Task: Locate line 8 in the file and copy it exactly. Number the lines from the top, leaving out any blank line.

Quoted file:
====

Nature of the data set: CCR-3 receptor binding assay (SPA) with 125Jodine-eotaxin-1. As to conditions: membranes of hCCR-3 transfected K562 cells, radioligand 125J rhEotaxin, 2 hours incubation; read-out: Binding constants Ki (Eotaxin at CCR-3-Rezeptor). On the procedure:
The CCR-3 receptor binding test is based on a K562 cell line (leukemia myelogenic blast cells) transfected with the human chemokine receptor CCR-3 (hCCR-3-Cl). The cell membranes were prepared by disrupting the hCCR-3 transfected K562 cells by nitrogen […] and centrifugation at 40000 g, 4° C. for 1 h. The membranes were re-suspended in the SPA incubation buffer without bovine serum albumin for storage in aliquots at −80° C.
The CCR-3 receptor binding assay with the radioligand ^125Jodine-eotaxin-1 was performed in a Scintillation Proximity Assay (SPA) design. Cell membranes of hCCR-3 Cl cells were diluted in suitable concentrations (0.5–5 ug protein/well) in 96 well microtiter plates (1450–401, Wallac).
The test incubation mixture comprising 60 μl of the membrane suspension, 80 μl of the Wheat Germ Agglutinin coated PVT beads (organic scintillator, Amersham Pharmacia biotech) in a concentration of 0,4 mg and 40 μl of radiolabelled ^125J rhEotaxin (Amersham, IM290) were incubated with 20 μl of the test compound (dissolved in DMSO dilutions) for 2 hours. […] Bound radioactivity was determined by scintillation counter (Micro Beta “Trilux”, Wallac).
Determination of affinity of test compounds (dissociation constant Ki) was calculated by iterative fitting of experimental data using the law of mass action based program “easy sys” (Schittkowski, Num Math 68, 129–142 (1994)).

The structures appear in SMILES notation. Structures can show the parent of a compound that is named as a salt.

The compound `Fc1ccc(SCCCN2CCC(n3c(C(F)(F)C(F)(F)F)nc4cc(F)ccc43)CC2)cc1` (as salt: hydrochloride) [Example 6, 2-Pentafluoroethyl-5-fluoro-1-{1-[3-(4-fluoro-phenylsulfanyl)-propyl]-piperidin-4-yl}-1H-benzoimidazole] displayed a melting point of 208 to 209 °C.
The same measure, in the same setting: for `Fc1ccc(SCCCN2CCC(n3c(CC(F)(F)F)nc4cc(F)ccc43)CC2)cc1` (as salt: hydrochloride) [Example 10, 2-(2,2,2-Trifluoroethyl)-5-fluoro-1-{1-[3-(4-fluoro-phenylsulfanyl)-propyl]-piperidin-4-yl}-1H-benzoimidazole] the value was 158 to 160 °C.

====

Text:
The same measure, in the same setting: for `Fc1ccc(SCCCN2CCC(n3c(CC(F)(F)F)nc4cc(F)ccc43)CC2)cc1` (as salt: hydrochloride) [Example 10, 2-(2,2,2-Trifluoroethyl)-5-fluoro-1-{1-[3-(4-fluoro-phenylsulfanyl)-propyl]-piperidin-4-yl}-1H-benzoimidazole] the value was 158 to 160 °C.